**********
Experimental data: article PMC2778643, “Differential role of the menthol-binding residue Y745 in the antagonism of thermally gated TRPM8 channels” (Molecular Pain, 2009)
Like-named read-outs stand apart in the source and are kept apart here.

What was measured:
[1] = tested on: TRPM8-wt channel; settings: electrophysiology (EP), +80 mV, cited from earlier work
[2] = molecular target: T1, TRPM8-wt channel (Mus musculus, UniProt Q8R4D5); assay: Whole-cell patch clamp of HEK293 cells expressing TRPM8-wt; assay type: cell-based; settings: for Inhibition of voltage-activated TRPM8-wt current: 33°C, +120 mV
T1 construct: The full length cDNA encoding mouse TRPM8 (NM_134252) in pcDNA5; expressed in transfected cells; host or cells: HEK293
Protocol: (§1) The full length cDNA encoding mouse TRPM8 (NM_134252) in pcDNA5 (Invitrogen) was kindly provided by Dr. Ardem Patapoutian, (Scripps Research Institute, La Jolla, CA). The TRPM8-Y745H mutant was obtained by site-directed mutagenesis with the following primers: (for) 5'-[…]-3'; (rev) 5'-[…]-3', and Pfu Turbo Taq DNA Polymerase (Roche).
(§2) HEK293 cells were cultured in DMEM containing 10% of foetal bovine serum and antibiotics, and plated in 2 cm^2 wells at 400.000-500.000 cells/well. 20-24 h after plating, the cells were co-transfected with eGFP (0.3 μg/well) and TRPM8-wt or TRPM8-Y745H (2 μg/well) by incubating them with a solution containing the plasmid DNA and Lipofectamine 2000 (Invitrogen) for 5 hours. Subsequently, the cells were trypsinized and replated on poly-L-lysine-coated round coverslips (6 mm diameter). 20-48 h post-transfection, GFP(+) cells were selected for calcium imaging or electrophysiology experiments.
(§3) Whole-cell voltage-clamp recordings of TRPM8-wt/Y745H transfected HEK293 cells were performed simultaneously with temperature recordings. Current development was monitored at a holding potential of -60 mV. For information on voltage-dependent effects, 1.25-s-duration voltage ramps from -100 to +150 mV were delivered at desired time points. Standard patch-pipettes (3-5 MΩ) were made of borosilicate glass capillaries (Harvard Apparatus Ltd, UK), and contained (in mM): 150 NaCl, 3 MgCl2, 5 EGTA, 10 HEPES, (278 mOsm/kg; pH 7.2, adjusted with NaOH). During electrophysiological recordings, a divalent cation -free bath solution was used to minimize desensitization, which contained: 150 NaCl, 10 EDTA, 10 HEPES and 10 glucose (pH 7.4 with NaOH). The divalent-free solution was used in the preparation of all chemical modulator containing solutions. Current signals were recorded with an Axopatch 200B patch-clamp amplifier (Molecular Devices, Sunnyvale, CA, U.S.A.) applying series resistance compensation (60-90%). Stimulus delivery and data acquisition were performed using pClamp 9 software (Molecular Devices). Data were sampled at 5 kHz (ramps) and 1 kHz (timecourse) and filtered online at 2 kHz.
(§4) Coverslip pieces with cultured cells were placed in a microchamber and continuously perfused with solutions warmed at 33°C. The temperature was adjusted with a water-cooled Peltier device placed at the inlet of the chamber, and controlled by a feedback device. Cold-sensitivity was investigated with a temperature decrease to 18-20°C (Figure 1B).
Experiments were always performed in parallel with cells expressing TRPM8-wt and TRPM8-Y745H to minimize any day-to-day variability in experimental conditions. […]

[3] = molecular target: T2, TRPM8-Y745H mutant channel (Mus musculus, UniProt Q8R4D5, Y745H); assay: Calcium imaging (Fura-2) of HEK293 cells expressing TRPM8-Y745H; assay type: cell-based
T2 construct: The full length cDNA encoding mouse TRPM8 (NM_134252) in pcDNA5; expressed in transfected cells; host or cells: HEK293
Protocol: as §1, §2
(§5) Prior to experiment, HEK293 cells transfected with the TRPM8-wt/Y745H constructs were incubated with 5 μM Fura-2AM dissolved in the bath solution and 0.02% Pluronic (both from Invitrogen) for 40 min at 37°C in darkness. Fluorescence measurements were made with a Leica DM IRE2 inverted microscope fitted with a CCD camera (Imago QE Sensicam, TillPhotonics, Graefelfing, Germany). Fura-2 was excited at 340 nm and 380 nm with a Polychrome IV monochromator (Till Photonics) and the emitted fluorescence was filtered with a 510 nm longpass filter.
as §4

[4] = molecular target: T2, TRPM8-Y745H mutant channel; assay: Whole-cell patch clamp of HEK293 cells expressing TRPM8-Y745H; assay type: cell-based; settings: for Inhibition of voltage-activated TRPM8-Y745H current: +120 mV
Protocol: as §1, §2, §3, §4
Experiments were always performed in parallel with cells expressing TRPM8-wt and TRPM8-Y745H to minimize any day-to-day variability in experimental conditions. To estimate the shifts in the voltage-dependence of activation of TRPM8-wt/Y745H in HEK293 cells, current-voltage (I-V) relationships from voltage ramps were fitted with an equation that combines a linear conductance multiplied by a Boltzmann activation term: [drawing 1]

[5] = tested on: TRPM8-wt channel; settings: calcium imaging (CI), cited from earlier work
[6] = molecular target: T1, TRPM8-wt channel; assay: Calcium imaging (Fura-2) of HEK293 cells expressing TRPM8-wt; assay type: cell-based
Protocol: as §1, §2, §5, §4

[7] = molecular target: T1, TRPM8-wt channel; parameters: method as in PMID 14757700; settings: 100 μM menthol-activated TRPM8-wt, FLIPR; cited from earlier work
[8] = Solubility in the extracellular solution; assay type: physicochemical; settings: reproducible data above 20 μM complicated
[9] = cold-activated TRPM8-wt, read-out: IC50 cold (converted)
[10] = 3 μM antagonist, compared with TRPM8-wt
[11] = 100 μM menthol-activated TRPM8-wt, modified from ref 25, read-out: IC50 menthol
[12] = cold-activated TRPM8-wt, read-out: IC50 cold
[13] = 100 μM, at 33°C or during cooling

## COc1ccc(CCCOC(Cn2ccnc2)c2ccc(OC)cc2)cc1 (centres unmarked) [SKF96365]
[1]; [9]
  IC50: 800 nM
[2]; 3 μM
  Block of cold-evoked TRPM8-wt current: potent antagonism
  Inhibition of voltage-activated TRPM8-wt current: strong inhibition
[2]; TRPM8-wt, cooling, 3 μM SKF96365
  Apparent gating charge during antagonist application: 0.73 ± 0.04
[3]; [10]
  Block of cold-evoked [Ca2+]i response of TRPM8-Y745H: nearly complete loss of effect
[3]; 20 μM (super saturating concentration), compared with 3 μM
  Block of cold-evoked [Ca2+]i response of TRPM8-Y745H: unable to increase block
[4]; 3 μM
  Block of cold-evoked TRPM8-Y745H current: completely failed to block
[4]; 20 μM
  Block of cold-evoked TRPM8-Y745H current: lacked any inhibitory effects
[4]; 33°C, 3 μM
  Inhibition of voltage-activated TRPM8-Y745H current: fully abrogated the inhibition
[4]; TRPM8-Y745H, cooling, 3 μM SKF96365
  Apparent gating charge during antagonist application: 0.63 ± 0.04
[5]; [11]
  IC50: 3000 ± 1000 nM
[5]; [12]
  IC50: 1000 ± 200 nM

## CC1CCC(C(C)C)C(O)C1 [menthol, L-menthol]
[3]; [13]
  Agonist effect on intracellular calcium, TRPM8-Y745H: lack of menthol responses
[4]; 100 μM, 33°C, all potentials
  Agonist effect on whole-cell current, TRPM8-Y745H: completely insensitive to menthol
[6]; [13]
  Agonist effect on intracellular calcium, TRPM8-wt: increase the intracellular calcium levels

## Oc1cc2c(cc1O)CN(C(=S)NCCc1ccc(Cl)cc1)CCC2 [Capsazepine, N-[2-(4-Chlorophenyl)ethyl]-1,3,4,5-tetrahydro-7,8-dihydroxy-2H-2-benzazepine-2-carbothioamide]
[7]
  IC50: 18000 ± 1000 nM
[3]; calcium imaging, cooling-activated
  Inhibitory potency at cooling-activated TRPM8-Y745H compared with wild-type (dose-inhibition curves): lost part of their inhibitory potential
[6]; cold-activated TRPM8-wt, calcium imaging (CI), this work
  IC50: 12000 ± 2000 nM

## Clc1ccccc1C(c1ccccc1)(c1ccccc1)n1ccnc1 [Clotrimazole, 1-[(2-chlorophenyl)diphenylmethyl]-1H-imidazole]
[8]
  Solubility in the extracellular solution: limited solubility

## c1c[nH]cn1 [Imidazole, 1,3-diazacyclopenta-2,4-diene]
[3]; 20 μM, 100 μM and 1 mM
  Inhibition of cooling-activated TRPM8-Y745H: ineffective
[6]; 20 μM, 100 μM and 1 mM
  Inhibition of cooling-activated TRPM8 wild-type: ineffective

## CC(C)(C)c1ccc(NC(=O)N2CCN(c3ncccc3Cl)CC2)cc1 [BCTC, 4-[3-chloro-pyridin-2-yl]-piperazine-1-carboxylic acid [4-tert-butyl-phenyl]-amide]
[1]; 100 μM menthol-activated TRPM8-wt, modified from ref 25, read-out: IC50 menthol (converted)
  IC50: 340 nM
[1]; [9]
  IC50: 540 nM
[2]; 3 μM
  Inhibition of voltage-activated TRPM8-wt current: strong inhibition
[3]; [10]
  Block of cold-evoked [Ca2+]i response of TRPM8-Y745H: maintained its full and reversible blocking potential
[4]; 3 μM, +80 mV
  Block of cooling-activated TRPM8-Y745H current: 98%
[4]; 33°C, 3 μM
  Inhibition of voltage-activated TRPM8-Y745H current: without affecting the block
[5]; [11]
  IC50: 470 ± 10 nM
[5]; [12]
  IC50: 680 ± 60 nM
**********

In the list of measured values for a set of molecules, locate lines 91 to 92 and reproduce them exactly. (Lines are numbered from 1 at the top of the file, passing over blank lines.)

[5]; [12]
  IC50: 680 ± 60 nM